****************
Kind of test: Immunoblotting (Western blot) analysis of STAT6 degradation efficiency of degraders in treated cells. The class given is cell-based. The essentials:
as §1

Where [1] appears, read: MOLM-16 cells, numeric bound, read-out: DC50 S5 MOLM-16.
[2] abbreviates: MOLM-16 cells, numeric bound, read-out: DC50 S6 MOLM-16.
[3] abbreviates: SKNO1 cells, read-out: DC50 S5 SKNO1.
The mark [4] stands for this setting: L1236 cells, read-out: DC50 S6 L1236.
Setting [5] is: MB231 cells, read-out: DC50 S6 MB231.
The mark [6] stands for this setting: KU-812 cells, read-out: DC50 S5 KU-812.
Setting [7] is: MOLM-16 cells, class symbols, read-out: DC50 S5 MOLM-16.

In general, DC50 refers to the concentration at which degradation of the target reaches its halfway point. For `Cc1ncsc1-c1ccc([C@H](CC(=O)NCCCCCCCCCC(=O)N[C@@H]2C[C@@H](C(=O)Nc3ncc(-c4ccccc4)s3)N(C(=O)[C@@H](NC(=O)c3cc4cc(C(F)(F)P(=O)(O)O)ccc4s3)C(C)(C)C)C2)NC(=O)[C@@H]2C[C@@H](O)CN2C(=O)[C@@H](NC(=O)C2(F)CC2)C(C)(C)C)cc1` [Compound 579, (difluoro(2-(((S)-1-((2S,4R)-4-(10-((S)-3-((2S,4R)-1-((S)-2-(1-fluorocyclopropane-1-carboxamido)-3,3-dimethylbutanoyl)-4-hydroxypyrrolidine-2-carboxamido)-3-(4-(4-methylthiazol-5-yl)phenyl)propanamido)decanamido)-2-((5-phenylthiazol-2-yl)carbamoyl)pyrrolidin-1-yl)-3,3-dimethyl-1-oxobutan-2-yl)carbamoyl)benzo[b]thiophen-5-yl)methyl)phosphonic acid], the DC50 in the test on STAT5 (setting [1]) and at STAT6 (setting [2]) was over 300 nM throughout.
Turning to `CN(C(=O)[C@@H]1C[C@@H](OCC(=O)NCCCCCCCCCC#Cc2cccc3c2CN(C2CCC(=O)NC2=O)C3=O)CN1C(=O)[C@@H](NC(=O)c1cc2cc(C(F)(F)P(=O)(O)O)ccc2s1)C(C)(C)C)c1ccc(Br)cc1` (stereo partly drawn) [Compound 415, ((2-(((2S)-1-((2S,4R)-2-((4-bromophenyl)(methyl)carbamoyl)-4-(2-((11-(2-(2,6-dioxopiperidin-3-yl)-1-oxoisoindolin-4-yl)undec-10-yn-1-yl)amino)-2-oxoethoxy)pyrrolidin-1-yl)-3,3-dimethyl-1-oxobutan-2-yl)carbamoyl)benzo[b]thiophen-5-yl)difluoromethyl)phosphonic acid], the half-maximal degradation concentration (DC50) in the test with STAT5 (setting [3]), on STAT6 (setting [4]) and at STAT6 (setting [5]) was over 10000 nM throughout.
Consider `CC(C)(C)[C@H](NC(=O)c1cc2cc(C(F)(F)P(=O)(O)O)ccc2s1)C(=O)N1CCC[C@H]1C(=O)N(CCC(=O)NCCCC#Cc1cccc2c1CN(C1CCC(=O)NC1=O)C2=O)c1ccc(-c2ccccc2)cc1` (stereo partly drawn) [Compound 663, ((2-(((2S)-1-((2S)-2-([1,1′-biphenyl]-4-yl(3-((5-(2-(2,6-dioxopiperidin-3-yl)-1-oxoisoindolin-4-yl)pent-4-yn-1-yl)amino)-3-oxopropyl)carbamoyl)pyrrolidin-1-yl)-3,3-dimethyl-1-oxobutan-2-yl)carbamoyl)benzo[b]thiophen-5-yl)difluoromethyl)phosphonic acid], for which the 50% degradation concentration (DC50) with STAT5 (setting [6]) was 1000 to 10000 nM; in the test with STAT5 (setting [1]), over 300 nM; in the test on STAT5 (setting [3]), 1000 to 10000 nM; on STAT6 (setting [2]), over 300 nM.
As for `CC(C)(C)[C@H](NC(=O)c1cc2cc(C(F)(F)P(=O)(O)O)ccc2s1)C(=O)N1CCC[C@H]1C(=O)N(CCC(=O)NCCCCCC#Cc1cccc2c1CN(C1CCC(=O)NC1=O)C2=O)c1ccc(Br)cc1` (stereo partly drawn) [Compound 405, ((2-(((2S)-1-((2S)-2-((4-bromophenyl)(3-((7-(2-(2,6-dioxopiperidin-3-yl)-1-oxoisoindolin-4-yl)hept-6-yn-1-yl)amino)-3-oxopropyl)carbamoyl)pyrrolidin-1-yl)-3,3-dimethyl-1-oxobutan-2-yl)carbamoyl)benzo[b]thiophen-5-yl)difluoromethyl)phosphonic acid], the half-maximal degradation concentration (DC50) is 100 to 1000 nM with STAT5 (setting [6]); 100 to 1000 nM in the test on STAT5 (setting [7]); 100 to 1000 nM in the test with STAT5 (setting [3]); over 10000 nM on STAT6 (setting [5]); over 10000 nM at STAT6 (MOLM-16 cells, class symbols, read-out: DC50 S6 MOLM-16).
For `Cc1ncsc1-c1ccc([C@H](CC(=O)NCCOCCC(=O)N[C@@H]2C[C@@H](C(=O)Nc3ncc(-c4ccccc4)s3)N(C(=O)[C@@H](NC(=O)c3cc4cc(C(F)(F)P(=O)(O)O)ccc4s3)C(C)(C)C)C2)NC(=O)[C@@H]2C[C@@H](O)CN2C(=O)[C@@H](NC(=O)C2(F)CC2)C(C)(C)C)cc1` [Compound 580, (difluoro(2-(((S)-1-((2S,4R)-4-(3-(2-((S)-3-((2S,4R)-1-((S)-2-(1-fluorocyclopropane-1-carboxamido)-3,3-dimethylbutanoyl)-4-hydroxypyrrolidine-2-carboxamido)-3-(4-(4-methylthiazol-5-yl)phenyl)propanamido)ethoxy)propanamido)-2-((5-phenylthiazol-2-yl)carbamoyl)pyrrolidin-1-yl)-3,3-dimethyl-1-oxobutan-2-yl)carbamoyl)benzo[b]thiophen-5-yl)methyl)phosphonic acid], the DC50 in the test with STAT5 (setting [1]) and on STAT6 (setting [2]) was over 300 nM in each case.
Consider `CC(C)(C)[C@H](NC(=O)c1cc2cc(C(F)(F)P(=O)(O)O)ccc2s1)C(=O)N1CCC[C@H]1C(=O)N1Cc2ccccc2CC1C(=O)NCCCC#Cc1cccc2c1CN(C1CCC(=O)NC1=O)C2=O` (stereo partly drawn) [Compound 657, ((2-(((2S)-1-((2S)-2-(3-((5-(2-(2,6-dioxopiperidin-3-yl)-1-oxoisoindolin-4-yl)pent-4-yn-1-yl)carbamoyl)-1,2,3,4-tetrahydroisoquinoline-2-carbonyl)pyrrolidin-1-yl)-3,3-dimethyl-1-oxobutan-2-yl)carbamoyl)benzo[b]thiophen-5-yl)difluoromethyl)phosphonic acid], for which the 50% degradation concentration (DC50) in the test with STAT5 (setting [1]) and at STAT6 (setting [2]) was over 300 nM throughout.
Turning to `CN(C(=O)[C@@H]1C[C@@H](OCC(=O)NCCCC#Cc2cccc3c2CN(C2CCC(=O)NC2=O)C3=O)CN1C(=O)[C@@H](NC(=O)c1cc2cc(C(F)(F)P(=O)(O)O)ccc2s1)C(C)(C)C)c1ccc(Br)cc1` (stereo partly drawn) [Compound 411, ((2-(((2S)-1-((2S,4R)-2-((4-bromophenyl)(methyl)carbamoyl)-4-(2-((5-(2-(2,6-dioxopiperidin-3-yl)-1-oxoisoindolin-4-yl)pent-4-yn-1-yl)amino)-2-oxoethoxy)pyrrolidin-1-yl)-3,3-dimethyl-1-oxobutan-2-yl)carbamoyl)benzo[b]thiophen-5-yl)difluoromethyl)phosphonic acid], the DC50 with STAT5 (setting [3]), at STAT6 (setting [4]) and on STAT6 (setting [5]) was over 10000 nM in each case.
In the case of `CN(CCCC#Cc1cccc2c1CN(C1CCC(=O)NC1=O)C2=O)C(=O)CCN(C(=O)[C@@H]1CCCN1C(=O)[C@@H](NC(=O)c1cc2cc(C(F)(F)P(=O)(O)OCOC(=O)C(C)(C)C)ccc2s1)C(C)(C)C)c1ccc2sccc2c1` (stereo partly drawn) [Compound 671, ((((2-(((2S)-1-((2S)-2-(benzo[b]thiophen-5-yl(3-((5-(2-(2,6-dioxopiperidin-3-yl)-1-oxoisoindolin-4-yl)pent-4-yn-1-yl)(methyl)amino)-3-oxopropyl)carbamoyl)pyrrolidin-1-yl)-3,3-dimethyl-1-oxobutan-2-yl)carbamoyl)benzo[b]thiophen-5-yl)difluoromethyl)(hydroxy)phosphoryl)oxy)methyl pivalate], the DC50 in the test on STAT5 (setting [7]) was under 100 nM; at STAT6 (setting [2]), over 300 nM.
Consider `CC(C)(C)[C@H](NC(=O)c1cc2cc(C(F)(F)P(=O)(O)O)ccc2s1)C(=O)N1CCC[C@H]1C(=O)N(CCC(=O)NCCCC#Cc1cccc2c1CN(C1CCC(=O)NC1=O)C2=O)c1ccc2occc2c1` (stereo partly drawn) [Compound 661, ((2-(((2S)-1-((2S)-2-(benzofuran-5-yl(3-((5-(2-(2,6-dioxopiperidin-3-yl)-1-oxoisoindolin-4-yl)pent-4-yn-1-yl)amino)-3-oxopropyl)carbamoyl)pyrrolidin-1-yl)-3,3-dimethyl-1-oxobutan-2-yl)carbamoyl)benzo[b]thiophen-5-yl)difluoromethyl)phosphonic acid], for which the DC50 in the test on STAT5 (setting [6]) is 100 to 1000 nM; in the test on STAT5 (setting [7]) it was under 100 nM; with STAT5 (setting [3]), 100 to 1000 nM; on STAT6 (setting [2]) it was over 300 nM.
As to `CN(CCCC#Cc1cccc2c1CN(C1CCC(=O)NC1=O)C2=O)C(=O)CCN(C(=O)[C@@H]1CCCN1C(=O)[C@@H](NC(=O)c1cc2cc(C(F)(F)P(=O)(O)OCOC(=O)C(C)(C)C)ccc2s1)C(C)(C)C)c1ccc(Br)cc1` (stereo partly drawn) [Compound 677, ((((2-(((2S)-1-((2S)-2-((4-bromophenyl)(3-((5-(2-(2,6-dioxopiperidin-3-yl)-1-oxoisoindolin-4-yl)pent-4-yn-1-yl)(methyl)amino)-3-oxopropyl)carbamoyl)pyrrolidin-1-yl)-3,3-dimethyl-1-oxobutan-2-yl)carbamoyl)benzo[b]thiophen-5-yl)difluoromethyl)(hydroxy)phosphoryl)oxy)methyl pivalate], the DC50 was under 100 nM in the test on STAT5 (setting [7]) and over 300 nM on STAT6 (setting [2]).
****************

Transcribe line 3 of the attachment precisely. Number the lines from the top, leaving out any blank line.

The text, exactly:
Where [1] appears, read: MOLM-16 cells, numeric bound, read-out: DC50 S5 MOLM-16.